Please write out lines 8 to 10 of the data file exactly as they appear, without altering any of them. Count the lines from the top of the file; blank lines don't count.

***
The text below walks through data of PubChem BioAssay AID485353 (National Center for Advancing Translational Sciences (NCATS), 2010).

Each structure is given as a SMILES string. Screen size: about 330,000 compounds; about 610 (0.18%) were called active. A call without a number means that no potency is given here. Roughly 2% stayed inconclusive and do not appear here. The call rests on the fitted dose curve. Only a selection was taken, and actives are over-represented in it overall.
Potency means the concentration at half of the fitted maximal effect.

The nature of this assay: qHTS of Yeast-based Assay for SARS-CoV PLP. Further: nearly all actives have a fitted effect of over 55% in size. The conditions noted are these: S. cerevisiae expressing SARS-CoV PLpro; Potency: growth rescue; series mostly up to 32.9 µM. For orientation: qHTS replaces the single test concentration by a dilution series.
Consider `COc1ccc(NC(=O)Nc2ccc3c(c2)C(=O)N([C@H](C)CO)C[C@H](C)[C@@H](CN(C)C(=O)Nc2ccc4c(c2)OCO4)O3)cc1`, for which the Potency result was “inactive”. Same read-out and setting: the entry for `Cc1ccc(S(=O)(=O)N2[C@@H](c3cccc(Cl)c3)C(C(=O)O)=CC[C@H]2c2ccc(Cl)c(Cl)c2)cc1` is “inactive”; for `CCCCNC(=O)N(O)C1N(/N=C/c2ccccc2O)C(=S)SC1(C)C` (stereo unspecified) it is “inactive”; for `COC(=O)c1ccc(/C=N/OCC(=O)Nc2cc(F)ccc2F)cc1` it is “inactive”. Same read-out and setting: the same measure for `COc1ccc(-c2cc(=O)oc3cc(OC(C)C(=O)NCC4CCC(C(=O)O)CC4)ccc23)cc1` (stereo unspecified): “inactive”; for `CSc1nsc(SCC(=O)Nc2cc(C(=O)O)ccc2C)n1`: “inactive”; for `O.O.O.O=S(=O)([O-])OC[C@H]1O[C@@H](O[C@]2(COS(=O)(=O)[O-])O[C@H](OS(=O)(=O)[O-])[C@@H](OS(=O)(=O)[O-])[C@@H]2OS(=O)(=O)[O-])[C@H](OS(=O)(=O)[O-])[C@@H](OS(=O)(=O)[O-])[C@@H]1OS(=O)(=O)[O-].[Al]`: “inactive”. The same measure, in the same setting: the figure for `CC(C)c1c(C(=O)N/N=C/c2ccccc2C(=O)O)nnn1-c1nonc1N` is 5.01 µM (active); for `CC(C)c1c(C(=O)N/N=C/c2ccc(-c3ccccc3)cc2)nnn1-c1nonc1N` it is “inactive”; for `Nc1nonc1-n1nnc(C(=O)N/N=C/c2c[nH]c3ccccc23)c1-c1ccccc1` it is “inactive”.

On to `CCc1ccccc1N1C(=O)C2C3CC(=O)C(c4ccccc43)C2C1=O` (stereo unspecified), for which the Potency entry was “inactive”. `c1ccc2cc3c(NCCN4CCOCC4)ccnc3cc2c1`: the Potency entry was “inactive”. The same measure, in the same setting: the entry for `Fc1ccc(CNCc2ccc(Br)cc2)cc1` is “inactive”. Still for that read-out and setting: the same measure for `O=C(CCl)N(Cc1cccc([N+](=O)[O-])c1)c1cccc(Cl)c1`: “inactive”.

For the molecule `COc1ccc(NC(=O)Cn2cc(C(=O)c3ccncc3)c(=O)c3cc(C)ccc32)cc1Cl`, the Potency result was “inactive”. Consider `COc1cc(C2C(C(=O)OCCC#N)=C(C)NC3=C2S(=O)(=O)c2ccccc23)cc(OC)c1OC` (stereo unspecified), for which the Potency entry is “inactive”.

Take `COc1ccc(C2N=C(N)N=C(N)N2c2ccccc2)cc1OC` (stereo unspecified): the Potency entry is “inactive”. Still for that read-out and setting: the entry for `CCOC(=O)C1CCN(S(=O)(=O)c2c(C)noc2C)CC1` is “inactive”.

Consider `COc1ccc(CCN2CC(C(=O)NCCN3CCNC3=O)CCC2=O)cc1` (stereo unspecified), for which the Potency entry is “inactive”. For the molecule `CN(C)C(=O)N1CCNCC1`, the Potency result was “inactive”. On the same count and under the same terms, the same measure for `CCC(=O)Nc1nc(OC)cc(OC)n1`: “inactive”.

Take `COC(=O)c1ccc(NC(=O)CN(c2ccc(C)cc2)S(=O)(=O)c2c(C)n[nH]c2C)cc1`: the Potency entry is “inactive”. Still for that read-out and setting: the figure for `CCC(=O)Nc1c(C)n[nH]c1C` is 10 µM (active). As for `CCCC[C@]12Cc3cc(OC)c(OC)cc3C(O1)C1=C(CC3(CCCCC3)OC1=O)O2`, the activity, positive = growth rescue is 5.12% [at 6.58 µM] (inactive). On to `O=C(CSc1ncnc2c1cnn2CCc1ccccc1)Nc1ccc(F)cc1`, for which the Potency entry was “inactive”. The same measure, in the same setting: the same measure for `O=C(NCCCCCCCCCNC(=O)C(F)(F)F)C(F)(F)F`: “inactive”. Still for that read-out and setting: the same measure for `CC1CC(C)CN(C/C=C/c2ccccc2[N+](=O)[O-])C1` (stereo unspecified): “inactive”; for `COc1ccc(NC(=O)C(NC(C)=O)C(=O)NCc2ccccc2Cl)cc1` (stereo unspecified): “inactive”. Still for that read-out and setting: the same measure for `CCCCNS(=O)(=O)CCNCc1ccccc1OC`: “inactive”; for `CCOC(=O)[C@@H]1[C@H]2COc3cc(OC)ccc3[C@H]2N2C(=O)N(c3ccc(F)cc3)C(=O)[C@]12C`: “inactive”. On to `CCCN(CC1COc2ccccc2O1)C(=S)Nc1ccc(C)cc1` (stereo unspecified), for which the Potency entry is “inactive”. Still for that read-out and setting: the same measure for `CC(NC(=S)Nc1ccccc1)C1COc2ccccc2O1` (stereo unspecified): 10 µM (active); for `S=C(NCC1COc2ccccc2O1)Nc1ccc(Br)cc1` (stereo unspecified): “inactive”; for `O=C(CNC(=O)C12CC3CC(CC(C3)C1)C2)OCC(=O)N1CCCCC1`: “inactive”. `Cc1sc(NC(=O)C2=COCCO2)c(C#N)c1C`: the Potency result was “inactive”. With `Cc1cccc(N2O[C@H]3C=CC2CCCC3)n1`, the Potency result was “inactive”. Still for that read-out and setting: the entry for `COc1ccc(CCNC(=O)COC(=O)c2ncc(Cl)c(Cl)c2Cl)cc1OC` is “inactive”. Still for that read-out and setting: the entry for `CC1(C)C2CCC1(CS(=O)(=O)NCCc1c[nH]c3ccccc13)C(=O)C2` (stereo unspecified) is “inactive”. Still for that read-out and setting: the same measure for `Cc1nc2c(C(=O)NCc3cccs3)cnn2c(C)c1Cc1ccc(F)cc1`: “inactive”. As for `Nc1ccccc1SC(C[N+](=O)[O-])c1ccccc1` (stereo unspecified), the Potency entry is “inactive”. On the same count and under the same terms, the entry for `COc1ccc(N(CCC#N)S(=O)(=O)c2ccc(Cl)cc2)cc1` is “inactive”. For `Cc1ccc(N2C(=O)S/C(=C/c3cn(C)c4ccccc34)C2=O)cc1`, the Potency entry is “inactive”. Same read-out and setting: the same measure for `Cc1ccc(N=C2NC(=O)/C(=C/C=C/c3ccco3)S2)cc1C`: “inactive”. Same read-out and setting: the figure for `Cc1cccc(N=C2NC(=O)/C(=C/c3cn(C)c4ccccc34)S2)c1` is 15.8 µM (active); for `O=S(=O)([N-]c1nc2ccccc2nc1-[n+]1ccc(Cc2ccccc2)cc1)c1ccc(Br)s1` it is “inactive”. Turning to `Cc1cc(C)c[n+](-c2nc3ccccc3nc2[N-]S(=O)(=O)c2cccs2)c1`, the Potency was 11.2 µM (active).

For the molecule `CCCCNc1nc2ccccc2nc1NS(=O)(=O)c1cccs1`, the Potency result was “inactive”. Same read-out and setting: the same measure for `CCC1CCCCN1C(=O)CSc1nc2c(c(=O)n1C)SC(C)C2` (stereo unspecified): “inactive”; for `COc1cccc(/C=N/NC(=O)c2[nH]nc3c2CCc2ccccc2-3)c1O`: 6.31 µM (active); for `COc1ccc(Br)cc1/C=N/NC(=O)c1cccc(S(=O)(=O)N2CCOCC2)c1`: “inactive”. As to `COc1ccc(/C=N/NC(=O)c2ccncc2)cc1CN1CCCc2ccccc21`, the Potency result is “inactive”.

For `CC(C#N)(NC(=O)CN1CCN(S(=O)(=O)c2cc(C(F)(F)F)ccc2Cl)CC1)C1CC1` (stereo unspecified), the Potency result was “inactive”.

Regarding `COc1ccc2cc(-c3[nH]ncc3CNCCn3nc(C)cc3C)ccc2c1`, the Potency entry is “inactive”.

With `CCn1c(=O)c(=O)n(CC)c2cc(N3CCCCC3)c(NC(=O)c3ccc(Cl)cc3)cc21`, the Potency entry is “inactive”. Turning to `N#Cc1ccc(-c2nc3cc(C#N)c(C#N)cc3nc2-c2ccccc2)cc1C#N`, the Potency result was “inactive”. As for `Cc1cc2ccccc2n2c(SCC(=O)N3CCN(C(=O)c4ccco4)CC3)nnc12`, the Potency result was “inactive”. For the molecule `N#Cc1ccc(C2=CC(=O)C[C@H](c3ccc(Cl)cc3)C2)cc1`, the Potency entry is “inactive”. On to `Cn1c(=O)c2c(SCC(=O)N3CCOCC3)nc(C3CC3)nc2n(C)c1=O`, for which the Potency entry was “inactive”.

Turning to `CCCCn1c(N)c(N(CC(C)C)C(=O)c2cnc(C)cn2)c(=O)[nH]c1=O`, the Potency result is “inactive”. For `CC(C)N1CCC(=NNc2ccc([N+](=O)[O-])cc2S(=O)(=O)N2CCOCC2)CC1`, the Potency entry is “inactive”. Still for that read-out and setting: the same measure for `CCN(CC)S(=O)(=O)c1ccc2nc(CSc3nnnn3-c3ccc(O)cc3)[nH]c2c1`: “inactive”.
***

Take `COc1ccc(C2N=C(N)N=C(N)N2c2ccccc2)cc1OC` (stereo unspecified): the Potency entry is “inactive”. Still for that read-out and setting: the entry for `CCOC(=O)C1CCN(S(=O)(=O)c2c(C)noc2C)CC1` is “inactive”.

Consider `COc1ccc(CCN2CC(C(=O)NCCN3CCNC3=O)CCC2=O)cc1` (stereo unspecified), for which the Potency entry is “inactive”. For the molecule `CN(C)C(=O)N1CCNCC1`, the Potency result was “inactive”. On the same count and under the same terms, the same measure for `CCC(=O)Nc1nc(OC)cc(OC)n1`: “inactive”.

Take `COC(=O)c1ccc(NC(=O)CN(c2ccc(C)cc2)S(=O)(=O)c2c(C)n[nH]c2C)cc1`: the Potency entry is “inactive”. Still for that read-out and setting: the figure for `CCC(=O)Nc1c(C)n[nH]c1C` is 10 µM (active). As for `CCCC[C@]12Cc3cc(OC)c(OC)cc3C(O1)C1=C(CC3(CCCCC3)OC1=O)O2`, the activity, positive = growth rescue is 5.12% [at 6.58 µM] (inactive). On to `O=C(CSc1ncnc2c1cnn2CCc1ccccc1)Nc1ccc(F)cc1`, for which the Potency entry was “inactive”. The same measure, in the same setting: the same measure for `O=C(NCCCCCCCCCNC(=O)C(F)(F)F)C(F)(F)F`: “inactive”. Still for that read-out and setting: the same measure for `CC1CC(C)CN(C/C=C/c2ccccc2[N+](=O)[O-])C1` (stereo unspecified): “inactive”; for `COc1ccc(NC(=O)C(NC(C)=O)C(=O)NCc2ccccc2Cl)cc1` (stereo unspecified): “inactive”. Still for that read-out and setting: the same measure for `CCCCNS(=O)(=O)CCNCc1ccccc1OC`: “inactive”; for `CCOC(=O)[C@@H]1[C@H]2COc3cc(OC)ccc3[C@H]2N2C(=O)N(c3ccc(F)cc3)C(=O)[C@]12C`: “inactive”. On to `CCCN(CC1COc2ccccc2O1)C(=S)Nc1ccc(C)cc1` (stereo unspecified), for which the Potency entry is “inactive”. Still for that read-out and setting: the same measure for `CC(NC(=S)Nc1ccccc1)C1COc2ccccc2O1` (stereo unspecified): 10 µM (active); for `S=C(NCC1COc2ccccc2O1)Nc1ccc(Br)cc1` (stereo unspecified): “inactive”; for `O=C(CNC(=O)C12CC3CC(CC(C3)C1)C2)OCC(=O)N1CCCCC1`: “inactive”. `Cc1sc(NC(=O)C2=COCCO2)c(C#N)c1C`: the Potency result was “inactive”. With `Cc1cccc(N2O[C@H]3C=CC2CCCC3)n1`, the Potency result was “inactive”. Still for that read-out and setting: the entry for `COc1ccc(CCNC(=O)COC(=O)c2ncc(Cl)c(Cl)c2Cl)cc1OC` is “inactive”. Still for that read-out and setting: the entry for `CC1(C)C2CCC1(CS(=O)(=O)NCCc1c[nH]c3ccccc13)C(=O)C2` (stereo unspecified) is “inactive”. Still for that read-out and setting: the same measure for `Cc1nc2c(C(=O)NCc3cccs3)cnn2c(C)c1Cc1ccc(F)cc1`: “inactive”. As for `Nc1ccccc1SC(C[N+](=O)[O-])c1ccccc1` (stereo unspecified), the Potency entry is “inactive”. On the same count and under the same terms, the entry for `COc1ccc(N(CCC#N)S(=O)(=O)c2ccc(Cl)cc2)cc1` is “inactive”. For `Cc1ccc(N2C(=O)S/C(=C/c3cn(C)c4ccccc34)C2=O)cc1`, the Potency entry is “inactive”. Same read-out and setting: the same measure for `Cc1ccc(N=C2NC(=O)/C(=C/C=C/c3ccco3)S2)cc1C`: “inactive”. Same read-out and setting: the figure for `Cc1cccc(N=C2NC(=O)/C(=C/c3cn(C)c4ccccc34)S2)c1` is 15.8 µM (active); for `O=S(=O)([N-]c1nc2ccccc2nc1-[n+]1ccc(Cc2ccccc2)cc1)c1ccc(Br)s1` it is “inactive”. Turning to `Cc1cc(C)c[n+](-c2nc3ccccc3nc2[N-]S(=O)(=O)c2cccs2)c1`, the Potency was 11.2 µM (active).